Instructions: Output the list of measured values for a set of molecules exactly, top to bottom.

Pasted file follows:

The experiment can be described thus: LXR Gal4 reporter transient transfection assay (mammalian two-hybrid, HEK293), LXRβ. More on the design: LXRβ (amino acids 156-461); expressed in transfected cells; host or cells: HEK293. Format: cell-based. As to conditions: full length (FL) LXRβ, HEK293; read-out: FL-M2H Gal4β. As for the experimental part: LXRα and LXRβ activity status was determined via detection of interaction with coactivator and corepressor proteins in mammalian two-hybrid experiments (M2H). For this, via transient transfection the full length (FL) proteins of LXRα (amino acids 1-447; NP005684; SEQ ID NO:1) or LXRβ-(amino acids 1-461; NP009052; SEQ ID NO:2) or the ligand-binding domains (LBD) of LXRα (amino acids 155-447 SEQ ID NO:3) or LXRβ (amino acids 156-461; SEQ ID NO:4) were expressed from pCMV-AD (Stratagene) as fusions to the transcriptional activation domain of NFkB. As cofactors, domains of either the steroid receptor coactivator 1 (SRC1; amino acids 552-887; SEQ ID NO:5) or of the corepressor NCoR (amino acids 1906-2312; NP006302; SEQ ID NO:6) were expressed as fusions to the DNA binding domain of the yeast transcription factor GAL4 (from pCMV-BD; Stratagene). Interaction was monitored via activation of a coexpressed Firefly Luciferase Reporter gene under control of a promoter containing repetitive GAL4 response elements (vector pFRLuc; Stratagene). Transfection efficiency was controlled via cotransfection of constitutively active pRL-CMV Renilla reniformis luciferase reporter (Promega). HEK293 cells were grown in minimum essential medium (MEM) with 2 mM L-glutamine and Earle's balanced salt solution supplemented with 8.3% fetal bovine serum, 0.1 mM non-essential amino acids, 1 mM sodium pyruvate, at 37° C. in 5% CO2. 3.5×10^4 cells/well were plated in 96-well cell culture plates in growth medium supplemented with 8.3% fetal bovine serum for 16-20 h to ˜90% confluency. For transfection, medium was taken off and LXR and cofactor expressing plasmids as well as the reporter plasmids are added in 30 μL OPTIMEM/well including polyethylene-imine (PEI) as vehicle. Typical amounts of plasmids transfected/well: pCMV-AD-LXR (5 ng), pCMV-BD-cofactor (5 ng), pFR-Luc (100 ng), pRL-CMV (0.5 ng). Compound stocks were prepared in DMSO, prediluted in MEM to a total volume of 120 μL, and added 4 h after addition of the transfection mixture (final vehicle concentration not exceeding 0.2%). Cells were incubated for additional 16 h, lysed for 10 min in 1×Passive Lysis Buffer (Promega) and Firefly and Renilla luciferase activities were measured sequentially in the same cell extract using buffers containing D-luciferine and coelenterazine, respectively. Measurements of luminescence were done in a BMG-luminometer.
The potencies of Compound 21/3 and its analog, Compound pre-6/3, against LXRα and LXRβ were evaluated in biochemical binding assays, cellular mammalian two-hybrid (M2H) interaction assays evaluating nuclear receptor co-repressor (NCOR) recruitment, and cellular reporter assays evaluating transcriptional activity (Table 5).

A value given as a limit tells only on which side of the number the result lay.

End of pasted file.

The experiment can be described thus: LXR Gal4 reporter transient transfection assay (mammalian two-hybrid, HEK293), LXRβ. More on the design: LXRβ (amino acids 156-461); expressed in transfected cells; host or cells: HEK293. Format: cell-based. As to conditions: full length (FL) LXRβ, HEK293; read-out: FL-M2H Gal4β. As for the experimental part: LXRα and LXRβ activity status was determined via detection of interaction with coactivator and corepressor proteins in mammalian two-hybrid experiments (M2H). For this, via transient transfection the full length (FL) proteins of LXRα (amino acids 1-447; NP005684; SEQ ID NO:1) or LXRβ-(amino acids 1-461; NP009052; SEQ ID NO:2) or the ligand-binding domains (LBD) of LXRα (amino acids 155-447 SEQ ID NO:3) or LXRβ (amino acids 156-461; SEQ ID NO:4) were expressed from pCMV-AD (Stratagene) as fusions to the transcriptional activation domain of NFkB. As cofactors, domains of either the steroid receptor coactivator 1 (SRC1; amino acids 552-887; SEQ ID NO:5) or of the corepressor NCoR (amino acids 1906-2312; NP006302; SEQ ID NO:6) were expressed as fusions to the DNA binding domain of the yeast transcription factor GAL4 (from pCMV-BD; Stratagene). Interaction was monitored via activation of a coexpressed Firefly Luciferase Reporter gene under control of a promoter containing repetitive GAL4 response elements (vector pFRLuc; Stratagene). Transfection efficiency was controlled via cotransfection of constitutively active pRL-CMV Renilla reniformis luciferase reporter (Promega). HEK293 cells were grown in minimum essential medium (MEM) with 2 mM L-glutamine and Earle's balanced salt solution supplemented with 8.3% fetal bovine serum, 0.1 mM non-essential amino acids, 1 mM sodium pyruvate, at 37° C. in 5% CO2. 3.5×10^4 cells/well were plated in 96-well cell culture plates in growth medium supplemented with 8.3% fetal bovine serum for 16-20 h to ˜90% confluency. For transfection, medium was taken off and LXR and cofactor expressing plasmids as well as the reporter plasmids are added in 30 μL OPTIMEM/well including polyethylene-imine (PEI) as vehicle. Typical amounts of plasmids transfected/well: pCMV-AD-LXR (5 ng), pCMV-BD-cofactor (5 ng), pFR-Luc (100 ng), pRL-CMV (0.5 ng). Compound stocks were prepared in DMSO, prediluted in MEM to a total volume of 120 μL, and added 4 h after addition of the transfection mixture (final vehicle concentration not exceeding 0.2%). Cells were incubated for additional 16 h, lysed for 10 min in 1×Passive Lysis Buffer (Promega) and Firefly and Renilla luciferase activities were measured sequentially in the same cell extract using buffers containing D-luciferine and coelenterazine, respectively. Measurements of luminescence were done in a BMG-luminometer.
The potencies of Compound 21/3 and its analog, Compound pre-6/3, against LXRα and LXRβ were evaluated in biochemical binding assays, cellular mammalian two-hybrid (M2H) interaction assays evaluating nuclear receptor co-repressor (NCOR) recruitment, and cellular reporter assays evaluating transcriptional activity (Table 5).

A value given as a limit tells only on which side of the number the result lay.